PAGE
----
It’s a movie about the singer in a band, and it hangs on the music. The music is pretty good. The singer -songwriter is Ian Curtis, and the band is Joy Division. Joy Division, which transmuted into New Order after Curtis’ death, were after my time, and I was not familiar with any of their music. Bowie tunes in on the soundtrack early on; there’s a touch of Kraftwerk, Iggy Pop, The Buzzcocks and Various Artists of the period. Joy Division feature, not unexpectedly, and New Order provides a track or two, plus incidentals. Some of it illustrates the unreasonableness of showing this movie in any venue without a dance floor. The actor-musicians—or musician-actors—roll their own in all scenes of the band playing, and a fine fist they make of it. I could be persuaded that the development of New Order‘s music influenced the covers on-screen, especially in the drive of the drumming.
What happens? Ian Curtis is still at school when he takes up with his best mate’s girl, Debbie. Some short time later, he proposes to her. Meanwhile, a local band is looking for a lead singer. So, while holding down a job at the local Labour Exchange, Ian starts performing with the band. They record an EP, and at about the same time, he suggests to Debbie that they start a new venture of their own. The band gets a new manager, a recording contract, and Debbie gets larger and more marginalised from the life of the band.
In a car on the way back from their first London gig, Ian has the first fit of his epilepsy. The drugs he requires for the epilepsy mean he can’t keep his day job and perform with the band, so Debbie, with a new baby, starts working as a barmaid. While touring, he meets Annik, who becomes part of his life on the road. Ian’s fits continue, in spite of his medications, and he becomes increasingly wretched at the point of the triangle. In a moment of desperation he tells Debbie that he wouldn’t mind if she wanted to sleep with other men, which she immediately interprets correctly. A search of his LPs yields Annik’s name and phone number; an interrogation of Ian yields not a word. He repents, but his resolution to break with Annik fails him, and the affair continues. Ian can’t cope with it though, writes a note to Debbie mentioning Annik, and ODs. The strands unravel. When he recovers, Ian separates from Debbie, but can’t commit to Annik. This conflict simmers on, and, on the eve of the band’s first US tour, Ian has a severe fit, and, on waking, hangs himself.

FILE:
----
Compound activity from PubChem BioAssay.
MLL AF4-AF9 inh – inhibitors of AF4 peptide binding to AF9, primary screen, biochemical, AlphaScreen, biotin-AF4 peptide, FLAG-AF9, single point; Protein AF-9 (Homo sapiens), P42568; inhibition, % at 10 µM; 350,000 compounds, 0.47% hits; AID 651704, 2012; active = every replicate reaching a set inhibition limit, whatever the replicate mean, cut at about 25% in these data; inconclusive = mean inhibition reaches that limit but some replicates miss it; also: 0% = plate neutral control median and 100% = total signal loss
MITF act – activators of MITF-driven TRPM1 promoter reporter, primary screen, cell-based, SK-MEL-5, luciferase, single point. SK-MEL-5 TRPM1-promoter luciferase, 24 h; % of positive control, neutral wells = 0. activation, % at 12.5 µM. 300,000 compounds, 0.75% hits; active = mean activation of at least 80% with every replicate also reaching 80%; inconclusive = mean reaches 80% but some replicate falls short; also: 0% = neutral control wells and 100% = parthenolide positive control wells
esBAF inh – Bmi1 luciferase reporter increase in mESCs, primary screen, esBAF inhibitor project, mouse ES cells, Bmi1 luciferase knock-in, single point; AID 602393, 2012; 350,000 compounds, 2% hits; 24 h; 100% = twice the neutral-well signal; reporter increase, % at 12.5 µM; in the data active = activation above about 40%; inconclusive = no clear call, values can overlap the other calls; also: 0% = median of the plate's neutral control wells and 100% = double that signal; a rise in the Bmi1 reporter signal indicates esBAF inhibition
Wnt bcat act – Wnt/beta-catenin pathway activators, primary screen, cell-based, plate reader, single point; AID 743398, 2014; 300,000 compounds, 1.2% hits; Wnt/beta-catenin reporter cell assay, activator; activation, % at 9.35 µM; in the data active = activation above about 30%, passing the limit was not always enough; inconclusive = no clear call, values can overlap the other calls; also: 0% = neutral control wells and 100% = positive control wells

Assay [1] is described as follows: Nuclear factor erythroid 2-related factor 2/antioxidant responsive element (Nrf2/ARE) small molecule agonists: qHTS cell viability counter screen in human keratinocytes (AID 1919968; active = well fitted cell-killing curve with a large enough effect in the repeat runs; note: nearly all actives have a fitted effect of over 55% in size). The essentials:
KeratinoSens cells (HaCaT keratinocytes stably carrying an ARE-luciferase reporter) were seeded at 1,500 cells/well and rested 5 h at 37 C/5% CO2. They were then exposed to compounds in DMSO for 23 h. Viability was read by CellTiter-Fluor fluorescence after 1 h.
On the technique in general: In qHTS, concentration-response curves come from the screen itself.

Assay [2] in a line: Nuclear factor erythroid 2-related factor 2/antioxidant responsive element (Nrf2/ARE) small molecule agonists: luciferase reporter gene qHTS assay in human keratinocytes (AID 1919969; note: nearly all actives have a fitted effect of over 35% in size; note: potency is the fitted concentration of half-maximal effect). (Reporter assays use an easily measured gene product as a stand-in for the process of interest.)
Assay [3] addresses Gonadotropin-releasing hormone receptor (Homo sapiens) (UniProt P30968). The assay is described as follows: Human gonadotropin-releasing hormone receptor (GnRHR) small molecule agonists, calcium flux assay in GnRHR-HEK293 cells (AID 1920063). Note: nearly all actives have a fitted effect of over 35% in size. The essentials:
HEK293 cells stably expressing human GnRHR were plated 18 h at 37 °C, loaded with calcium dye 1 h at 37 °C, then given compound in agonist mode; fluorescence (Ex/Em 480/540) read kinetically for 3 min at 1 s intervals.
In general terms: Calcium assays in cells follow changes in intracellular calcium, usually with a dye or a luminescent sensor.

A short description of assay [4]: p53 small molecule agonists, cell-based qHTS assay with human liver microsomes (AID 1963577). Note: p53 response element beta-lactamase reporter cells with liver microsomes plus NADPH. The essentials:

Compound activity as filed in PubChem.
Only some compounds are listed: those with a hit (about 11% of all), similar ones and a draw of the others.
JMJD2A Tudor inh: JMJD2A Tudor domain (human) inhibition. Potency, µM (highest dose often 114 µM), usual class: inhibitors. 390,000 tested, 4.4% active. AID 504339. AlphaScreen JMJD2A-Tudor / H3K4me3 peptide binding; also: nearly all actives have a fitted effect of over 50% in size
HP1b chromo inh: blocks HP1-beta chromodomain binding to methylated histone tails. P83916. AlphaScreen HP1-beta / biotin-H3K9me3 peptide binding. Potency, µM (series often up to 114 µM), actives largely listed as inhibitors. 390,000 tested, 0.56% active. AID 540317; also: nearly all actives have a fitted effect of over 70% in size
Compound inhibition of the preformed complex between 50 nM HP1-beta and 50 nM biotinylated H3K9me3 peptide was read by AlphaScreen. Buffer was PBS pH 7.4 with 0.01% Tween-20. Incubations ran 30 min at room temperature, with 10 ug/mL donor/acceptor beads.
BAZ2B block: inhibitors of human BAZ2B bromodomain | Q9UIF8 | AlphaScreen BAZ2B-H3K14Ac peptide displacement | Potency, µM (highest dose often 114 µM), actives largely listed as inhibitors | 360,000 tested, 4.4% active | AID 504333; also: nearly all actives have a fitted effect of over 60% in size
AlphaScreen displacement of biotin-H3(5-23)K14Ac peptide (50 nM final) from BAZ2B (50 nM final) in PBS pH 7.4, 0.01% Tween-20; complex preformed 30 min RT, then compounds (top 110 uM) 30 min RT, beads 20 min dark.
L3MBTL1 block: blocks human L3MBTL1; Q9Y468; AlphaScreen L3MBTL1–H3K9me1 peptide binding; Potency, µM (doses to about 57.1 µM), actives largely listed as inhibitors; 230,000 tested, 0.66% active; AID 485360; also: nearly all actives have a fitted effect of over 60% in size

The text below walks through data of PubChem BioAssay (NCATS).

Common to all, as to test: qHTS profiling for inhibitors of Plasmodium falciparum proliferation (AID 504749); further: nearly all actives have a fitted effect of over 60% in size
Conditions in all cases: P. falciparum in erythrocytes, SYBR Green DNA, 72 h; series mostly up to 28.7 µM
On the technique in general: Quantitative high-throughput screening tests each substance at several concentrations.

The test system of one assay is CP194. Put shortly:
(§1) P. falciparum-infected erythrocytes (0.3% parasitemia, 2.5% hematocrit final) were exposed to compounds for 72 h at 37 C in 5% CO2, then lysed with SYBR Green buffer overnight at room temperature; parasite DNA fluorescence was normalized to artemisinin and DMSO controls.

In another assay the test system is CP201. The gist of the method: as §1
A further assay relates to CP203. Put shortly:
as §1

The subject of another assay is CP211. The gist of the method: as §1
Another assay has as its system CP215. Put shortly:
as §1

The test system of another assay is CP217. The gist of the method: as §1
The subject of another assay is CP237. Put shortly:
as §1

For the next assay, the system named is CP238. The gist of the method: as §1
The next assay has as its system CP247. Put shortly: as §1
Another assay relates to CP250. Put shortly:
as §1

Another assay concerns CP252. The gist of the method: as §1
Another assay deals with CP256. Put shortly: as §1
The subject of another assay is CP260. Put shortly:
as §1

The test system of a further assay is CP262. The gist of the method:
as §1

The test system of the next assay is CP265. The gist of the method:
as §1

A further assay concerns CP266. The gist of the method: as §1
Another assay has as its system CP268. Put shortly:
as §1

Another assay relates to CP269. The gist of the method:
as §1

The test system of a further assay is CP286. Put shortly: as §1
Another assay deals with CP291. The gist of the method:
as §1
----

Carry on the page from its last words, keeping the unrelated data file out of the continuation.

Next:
The triangle gives the movie its dramatic focus, and the epilepsy is, dramatically speaking, a godsend. It provides a visual shorthand for the eventually fatal stress that is building up in Ian’s life. Sam Riley is convincing as a schoolboy and gripping as a man on the rack between his wife and his lover. It helps that he has a magnetic screen presence. Samantha Morton, however, is never anything less than a woman, and is not convincing as a teenager. This underlines the dramatic flaw in the story.
As presented, Ian Curtis is a young man whose talent as a rock star expresses itself within the simpler emotional world of Macclesfield, in which the conflict between love for, and duty towards, his wife, and love for his mistress can tear a man apart. As sympathetic, or empathetic, as this conflict is, one side of the triangle has been insufficiently explicated. The development of an affair with a beautiful and attentive woman who asks offbeat questions in an interview, is something we can easily understand, especially in the context of a rock band; isn’t it de rigeur? But aren’t rock stars above the moral and emotional constraints of mere mortals? In the face of such expectations, the nature of Ian’s relationship with Debbie deserves to be more carefully established. In the movie, it seems out of context with the development of Ian’s musical self-consciousness.
This portrait of the artist as a young man shows, on the one hand, the Bowie fan with eye makeup, and on the other, the teenager proposing to his girlfriend. The contrast jars, and gives no dramatic support to the later power of his attachment to Debbie. It’s not because of his daughter; the closest he gets to her is rocking the pram while Debbie gets a job, and the only comment on his feeling for her is the shot of him through the bars of the playpen, before he runs away. We need more of the teenage lovers, and more to establish the conservative and traditional side of Ian’s personality. The conflict on which the movie is carried, derives from the conflict in the personality between the avant-garde artist and the traditionalist, and probably between two sets of values. But of these conflict we see only the effects.
The movie was shot in colour, and printed in black and white. That, I think, is a handicap. Go and see it for Sam Riley, for the music, and as a bonus, for Toby Kebbell as Rob Gretton, the fast-talking DJ who takes over as their manager.